The ground fault circuit interrupter 22 also includes means 26 for estabishing a train of voltage pulses upon the main neutral conductor N through an exciting transformer 27. If a low impedance path between the main neutral conductor N and ground is formed downstream from the ground fault circuit interrupter 22, a circuit would thus exist, causing current pulses corresponding to the induced voltage pulses to flow in the neutral conductor N. The circuit interrupter 22 includes means for detecting these current pulses and immediately separating the contacts 24 to deenergize the circuit 12. This type of grounded neutral protection is often provided to increase the safety and reliability of the ground fault circuit interrupter 22, for although a grounded neutral conductor in and of itself does not present a hazard, it can reduce the sensitivity of the ground fault circuit interrupter 22 to ground fault currents. A more complete description of a ground fault circuit interrupter incorporating various types of grounded neutral protection may be found in U.S. Pat. No. 3,959,693, issued May 25, 1976, to Coley and Misencik, and U.S. Pat. No. 3,611,035 to Douglas.
In the aforementioned U.S. Patent Application Ser. No. 858,990 (W.E. 47,362) an emergency power system is described which provides a number of advantages. This system operates by deliberately inducing a flow of ground fault current from the phase conductor to ground in order to cause the ground fault circuit interrupter to trip. However, such a method is not suitable for use with multibranch electrical power distribution circuits such as the circuit 12. For example, if the branch breaker 17 were open, connecting the branch line conductor L' to the branch ground conductor G' at the point 30 would be ineffective in causing ground current to flow, and the system 12 would not be deenergized by the breaker 22.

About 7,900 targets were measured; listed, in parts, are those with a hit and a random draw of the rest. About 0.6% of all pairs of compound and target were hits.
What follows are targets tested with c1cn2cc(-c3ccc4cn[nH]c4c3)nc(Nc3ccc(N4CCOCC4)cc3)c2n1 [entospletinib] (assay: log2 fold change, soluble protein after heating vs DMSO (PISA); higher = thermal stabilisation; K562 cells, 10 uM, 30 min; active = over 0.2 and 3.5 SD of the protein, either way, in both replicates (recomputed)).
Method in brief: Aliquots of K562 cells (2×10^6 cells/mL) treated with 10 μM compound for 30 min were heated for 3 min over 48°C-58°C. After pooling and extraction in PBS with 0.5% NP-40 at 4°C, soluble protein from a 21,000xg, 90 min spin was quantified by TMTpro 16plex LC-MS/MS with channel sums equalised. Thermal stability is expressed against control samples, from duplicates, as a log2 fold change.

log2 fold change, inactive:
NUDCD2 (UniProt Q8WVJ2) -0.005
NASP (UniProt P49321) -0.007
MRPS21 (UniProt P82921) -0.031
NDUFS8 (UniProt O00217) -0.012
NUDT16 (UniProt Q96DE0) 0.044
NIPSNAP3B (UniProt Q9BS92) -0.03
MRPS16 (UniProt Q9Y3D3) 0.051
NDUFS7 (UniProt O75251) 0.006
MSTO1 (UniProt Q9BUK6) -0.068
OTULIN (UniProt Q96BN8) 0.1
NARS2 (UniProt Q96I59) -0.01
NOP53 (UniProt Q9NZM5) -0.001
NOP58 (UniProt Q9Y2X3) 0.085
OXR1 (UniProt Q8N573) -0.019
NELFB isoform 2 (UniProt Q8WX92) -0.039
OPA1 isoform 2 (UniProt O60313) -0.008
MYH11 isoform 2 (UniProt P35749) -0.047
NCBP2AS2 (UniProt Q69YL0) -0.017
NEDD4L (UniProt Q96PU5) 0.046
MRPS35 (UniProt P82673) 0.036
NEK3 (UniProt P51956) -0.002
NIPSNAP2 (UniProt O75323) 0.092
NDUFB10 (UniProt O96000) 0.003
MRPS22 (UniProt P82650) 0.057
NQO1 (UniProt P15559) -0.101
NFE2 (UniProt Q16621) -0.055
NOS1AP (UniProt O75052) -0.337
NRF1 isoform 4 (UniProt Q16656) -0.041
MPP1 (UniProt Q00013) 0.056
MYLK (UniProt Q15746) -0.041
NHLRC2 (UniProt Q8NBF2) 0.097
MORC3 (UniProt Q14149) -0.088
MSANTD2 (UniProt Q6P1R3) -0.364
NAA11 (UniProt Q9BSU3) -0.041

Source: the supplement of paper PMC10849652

In the present invention, emergency power interruption is provided for multibranch circuits by providing means for deliberately connecting the branch neutral conductor N' to ground. This allows the neutral conductor voltage pulses to produce a flow of current pulses in the neutral line N, causing the circuit interrupter 22 to trip and deenergize the circuit 12. In a preferred embodiment of the invenion, a plug 32 which is externally identical to the plugs of the power cords of electrical apparatus being supplied by the circuit 12, is modified to include a pushbutton switch 34 having contacts 36. The plug 32 also includes pins 38, 40, 42 cooperating with corresponding terminals 44, 46, 48 to make electrical contact with the branch conductors L', N' and G', respectively. The contacts 36 of the switch 34 may be connected in series with a low value resistor 50 of, for example, one ohm. This resistor, while not necessary for the operation of the invention, limits the flow of current through the contacts 36 if the switch 34 is actuated while the branch circuit is heavily loaded. This allows the use of inexpensive low current rating contacts 36. Other types of impedance devices such as a coil or capacitor could also be used to limit the flow of current.